When the wind blows: businesses under pressure to cut carbon emissions are switching to renewable energy sources
When the wind blows: businesses under pressure to cut carbon emissions are switching to renewable energy sources © Sean Gallup/Getty Images

Law firms are racing to catch up with the financial sector’s embrace of environmental, social and governance (ESG) investing as they see the potential for deals and regulations aimed at combating global warming to deliver billable hours.

Nearly all the global law firms now have ESG or sustainability practices and the past year has seen unprecedented activity. From big dollar M&A deals to contracting work, the legal sector has recognised the need for ESG action.

At law firm Ashurst, lawyers are working with clients to embed a host of environmental clauses into contracts. In projects with construction clients, for instance, an increasingly standard requirement for contractors includes mandating an energy performance certificate (EPC) of at least an “A” for buildings, to prove they are energy efficient.

Other clauses require parties to meet certain carbon emissions targets, which, if breached, require a remediation fee donated to a selected environmental charity, the firm says.

“Clients are increasingly focusing not only on their own net-zero commitments but how that interplays with the customers and suppliers,” say Anna-Marie Slot, global ESG and sustainability partner at Ashurst. “The work that we are doing with clients — building ESG clauses into their contracts so that they can deliver on net-zero promises — will only increase.”

Ashurst is one of the dozens of law firms that have teamed up to create open-source contract clauses that deliver climate solutions. The initiative, called the Chancery Lane Project, has developed contract terms that encourage suppliers to adopt environmental targets to reduce a company’s indirect carbon emissions. It also offers “coolerplate” generic clauses to make it easier for lawyers to embed climate issues and net-zero targets into a contract.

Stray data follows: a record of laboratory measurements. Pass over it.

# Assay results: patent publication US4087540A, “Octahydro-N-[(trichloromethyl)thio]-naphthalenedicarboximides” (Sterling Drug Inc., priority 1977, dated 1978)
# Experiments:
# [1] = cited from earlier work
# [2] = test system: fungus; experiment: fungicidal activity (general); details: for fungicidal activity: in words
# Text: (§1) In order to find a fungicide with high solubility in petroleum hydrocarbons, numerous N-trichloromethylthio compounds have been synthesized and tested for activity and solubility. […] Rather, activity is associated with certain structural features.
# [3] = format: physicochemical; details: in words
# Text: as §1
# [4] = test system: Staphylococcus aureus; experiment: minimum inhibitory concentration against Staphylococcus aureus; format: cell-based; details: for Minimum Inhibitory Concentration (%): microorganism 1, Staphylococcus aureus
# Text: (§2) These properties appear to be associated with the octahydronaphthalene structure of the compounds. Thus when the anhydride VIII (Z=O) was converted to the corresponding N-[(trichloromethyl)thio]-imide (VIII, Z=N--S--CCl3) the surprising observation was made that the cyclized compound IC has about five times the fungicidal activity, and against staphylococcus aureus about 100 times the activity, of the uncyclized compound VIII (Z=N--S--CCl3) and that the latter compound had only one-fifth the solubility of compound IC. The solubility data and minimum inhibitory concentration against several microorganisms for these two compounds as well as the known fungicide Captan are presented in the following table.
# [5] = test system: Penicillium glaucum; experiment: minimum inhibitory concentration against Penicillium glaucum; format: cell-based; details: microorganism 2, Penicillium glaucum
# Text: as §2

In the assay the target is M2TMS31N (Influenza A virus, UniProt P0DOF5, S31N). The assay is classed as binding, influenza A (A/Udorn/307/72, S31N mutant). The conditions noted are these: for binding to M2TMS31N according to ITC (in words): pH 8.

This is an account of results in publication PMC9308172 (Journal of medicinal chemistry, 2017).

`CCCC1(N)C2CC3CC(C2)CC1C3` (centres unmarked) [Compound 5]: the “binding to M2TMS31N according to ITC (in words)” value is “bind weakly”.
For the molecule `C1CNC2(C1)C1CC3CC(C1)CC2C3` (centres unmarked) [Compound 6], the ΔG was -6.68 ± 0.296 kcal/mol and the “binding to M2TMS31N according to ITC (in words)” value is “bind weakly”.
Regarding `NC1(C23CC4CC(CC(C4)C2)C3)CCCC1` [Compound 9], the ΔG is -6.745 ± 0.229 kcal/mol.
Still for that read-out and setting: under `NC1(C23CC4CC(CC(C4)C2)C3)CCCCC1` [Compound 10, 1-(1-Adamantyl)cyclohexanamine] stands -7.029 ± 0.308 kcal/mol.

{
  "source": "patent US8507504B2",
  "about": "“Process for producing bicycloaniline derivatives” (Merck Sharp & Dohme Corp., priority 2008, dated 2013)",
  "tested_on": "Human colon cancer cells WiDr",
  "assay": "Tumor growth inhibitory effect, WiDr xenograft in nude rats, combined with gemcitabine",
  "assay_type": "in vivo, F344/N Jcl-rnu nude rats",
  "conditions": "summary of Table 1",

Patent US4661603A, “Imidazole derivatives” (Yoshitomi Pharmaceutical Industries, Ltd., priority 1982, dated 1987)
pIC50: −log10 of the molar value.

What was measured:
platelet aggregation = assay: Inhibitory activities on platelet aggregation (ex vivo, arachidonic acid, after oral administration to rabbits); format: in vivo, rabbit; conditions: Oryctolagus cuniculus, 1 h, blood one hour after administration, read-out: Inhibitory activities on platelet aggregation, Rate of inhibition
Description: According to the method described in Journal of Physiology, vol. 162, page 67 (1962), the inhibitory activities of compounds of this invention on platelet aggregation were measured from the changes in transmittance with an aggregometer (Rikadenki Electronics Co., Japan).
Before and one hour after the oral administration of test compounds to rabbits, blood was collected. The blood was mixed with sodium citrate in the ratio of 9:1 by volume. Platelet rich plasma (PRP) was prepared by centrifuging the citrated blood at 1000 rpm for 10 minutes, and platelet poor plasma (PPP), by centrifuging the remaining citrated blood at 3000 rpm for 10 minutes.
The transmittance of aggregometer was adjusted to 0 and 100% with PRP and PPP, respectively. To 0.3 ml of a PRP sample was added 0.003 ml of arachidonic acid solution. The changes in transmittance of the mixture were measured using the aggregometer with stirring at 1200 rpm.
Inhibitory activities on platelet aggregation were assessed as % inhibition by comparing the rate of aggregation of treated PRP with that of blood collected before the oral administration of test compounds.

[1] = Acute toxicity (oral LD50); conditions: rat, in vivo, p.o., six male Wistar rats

Social media has exposed companies to public judgment of their ESG credentials, says Adrian Walker, a partner at Hogan Lovells and head of the law firm’s ESG practice. This can be reputationally damaging for those whose actions fail to match up to their promises.

There is also growing recognition that companies delivering on ESG commitments tend to outperform their competitors. “We are seeing a shift from ESG contractual provisions that require legal compliance, to those that drive performance,” he notes.

Bank of America research shows that, during the stock market plunge around the Covid-19 outbreak, ESG investment strategies outperformed by 5 to 10 percentage points in the US and Europe. Companies with lower ESG scores suffered bigger drops in their earnings per share.

Lawyers are also needed for corporate ESG disclosures, particularly as regulators are on the hunt for misleading claims, or “greenwashing”. Failure poses material risks, ranging from litigation to reputational damage, Walker says.

The European Commission is also rolling out a taxonomy for sustainable finance next year — a labelling scheme to help steer investment into green projects by setting out which activities align with EU environmental goals. “You have to report on the proportion of your business that relates to taxonomy-eligible activities at first and, in later years, on what is taxonomy aligned,” explains Vanessa Havard-Williams, global head of environment at Linklaters. “The detail is really fiddly.”

ESG is increasingly part of the due diligence process in mergers and acquisitions, too. Lawyers have seen “Weinstein clauses”, named after the disgraced film producer Harvey Weinstein, that require target companies to disclose allegations of sexual misconduct among their senior executives, according to law firm Wachtell Lipton.

Entire countries can be held to account, as well. Litigation firm Hausfeld worked with the charity Save the Children to intervene in the first climate change case before the European Court of Human Rights. Following deadly wildfires in Portugal in 2017, young people from the region challenged that countries were not doing enough to combat global warming.

ESG legal work has even stretched to antitrust law. The office of the EU’s head of digital and competition policy, Margrethe Vestager, has studied how competition rules could be changed to work with the EU’s green deal.

Dechert is now working on ways to tweak antitrust provisions to help businesses collaborate on climate change initiatives. “The need is clear for explicit guidance on what is permissible,” the firm says.

Case studies in best practice